Respect each other today, and believe like I believe – people are just trying to do the right thing (even if they don’t always do it the right way!).
My top 4 (not 5? Not 10? No, I don’t need to be pingenholed by a specific round number.) Art activities. Ready?
Art is dead. Isn’t it? It seems so sometimes in public schools that artistic endeavors tend to go the way of the dodo. It’s hard to find time in the day to do art education when you don’t have a test forcing you to cover the material.
In our state, we have yearly art assessments we give, but they really aren’t graded. Our scores aren’t printed and made public. Parents don’t come to you and pound on your door, demanding why their child earned below average on their art assessment. It just isn’t a priority in our leaving children behind age.
Of course, I may be biased because I have a theatre background, but I truly believe that keeping a foot in the artistic world helps you be a more rounded person, and the research shows that artistic activities help you access more of your brain function. Kids who have an opportunity to have art experiences, do better in many subjects.
Of course, where do you get the time? The answer is simple – you’ve got to do it during reading, or history, or math…slip it into the lesson without them even knowing it. Sometimes they look at me with a puzzled expression – “wait a minute Mr. E….is this Art?”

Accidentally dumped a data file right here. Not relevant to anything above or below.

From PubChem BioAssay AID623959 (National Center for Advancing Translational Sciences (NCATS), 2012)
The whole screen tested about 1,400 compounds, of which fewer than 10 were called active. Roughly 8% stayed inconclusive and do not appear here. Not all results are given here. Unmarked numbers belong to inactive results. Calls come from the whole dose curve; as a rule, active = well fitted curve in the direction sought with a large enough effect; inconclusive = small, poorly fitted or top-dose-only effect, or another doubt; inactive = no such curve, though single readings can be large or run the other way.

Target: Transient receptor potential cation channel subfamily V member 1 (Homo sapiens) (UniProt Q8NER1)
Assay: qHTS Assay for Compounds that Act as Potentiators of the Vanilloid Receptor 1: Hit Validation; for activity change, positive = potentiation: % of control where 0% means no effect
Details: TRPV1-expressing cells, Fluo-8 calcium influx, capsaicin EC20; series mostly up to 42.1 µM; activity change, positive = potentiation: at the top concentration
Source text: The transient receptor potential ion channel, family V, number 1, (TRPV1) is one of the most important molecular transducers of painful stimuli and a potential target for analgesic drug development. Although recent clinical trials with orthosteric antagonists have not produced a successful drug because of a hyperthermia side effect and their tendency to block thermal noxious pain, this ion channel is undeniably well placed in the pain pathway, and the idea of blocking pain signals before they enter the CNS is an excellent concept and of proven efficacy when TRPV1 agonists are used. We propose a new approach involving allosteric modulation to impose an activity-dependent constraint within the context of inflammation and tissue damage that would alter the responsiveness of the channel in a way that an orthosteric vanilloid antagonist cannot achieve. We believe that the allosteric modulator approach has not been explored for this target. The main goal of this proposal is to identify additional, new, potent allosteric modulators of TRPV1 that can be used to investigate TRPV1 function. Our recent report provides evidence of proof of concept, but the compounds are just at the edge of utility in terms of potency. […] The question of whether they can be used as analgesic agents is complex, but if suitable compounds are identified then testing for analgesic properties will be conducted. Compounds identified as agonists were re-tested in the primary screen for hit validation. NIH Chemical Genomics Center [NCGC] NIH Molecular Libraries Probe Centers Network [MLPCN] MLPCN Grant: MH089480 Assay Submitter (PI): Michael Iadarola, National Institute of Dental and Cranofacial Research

Nope. It’s math…with a dash of art thrown in for good measure.
So, how do you do it? “What if I don’t know anything about art?” you say. “What if I’m a terrible artist?”
Funny enough, most of the teachers out there are great artists, they just don’t think of themselves that way. I’m terrible at putting together a nice collage or bulletin, but a lot of my peers put me to shame in that category. I’m not any great shakes at classic drawing art anyway. I’m more of a writing, photography, abstract paper mache kind of guy. But we don’t need to be locked into “art” as “pictures”. Art is just expression.
So, a few ways to incorporate art into the curriculum, for those teachers, homeschoolers, moms and dads and caregivers out there in this crazy old world of hours: My top 5…
1) In history, check out a few classic scuptures. Greek, Roman – probably nothing too revealing for the younger kids, but there’s some good stuff out there. You could even do the acropolis or the pyramids – some example of classic art or architecture. Get a pic from google, and give everyone a copy. Obviously talk about the time period – who the egyptians were, where Greece is today, etc…
Then have them sketch their own example of the work. Depending on age, they might take 5 minutes or an hour on it. We did this with a local sculpture, and some did a slow, methodical job and some flew through. It’s all good (See Kassy’s pic above)